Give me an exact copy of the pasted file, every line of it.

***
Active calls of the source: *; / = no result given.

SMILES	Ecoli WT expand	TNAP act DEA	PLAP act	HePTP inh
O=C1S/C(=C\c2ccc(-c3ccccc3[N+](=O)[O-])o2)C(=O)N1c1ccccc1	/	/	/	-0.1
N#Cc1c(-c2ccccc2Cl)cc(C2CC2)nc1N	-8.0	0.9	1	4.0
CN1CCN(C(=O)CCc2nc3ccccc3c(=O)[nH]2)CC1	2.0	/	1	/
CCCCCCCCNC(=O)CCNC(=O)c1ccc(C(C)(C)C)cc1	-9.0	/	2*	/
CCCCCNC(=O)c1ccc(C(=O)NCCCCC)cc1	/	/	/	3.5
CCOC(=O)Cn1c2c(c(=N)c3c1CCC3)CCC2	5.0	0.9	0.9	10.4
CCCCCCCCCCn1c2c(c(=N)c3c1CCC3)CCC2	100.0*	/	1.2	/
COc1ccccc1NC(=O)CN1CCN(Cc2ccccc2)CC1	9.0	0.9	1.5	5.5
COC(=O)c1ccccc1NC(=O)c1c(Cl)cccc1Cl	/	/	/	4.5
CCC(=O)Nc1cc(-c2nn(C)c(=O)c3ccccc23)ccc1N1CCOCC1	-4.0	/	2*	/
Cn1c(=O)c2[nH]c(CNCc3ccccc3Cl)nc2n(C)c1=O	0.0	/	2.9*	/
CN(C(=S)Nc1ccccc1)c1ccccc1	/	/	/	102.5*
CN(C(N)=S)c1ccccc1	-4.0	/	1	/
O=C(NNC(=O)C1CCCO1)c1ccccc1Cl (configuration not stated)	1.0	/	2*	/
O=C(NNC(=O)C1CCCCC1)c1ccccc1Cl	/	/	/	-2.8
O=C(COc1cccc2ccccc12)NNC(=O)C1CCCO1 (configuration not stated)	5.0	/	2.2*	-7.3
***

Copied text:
Active calls of the source: *; / = no result given.

SMILES	Ecoli WT expand	TNAP act DEA	PLAP act	HePTP inh
O=C1S/C(=C\c2ccc(-c3ccccc3[N+](=O)[O-])o2)C(=O)N1c1ccccc1	/	/	/	-0.1
N#Cc1c(-c2ccccc2Cl)cc(C2CC2)nc1N	-8.0	0.9	1	4.0
CN1CCN(C(=O)CCc2nc3ccccc3c(=O)[nH]2)CC1	2.0	/	1	/
CCCCCCCCNC(=O)CCNC(=O)c1ccc(C(C)(C)C)cc1	-9.0	/	2*	/
CCCCCNC(=O)c1ccc(C(=O)NCCCCC)cc1	/	/	/	3.5
CCOC(=O)Cn1c2c(c(=N)c3c1CCC3)CCC2	5.0	0.9	0.9	10.4
CCCCCCCCCCn1c2c(c(=N)c3c1CCC3)CCC2	100.0*	/	1.2	/
COc1ccccc1NC(=O)CN1CCN(Cc2ccccc2)CC1	9.0	0.9	1.5	5.5
COC(=O)c1ccccc1NC(=O)c1c(Cl)cccc1Cl	/	/	/	4.5
CCC(=O)Nc1cc(-c2nn(C)c(=O)c3ccccc23)ccc1N1CCOCC1	-4.0	/	2*	/
Cn1c(=O)c2[nH]c(CNCc3ccccc3Cl)nc2n(C)c1=O	0.0	/	2.9*	/
CN(C(=S)Nc1ccccc1)c1ccccc1	/	/	/	102.5*
CN(C(N)=S)c1ccccc1	-4.0	/	1	/
O=C(NNC(=O)C1CCCO1)c1ccccc1Cl (configuration not stated)	1.0	/	2*	/
O=C(NNC(=O)C1CCCCC1)c1ccccc1Cl	/	/	/	-2.8
O=C(COc1cccc2ccccc12)NNC(=O)C1CCCO1 (configuration not stated)	5.0	/	2.2*	-7.3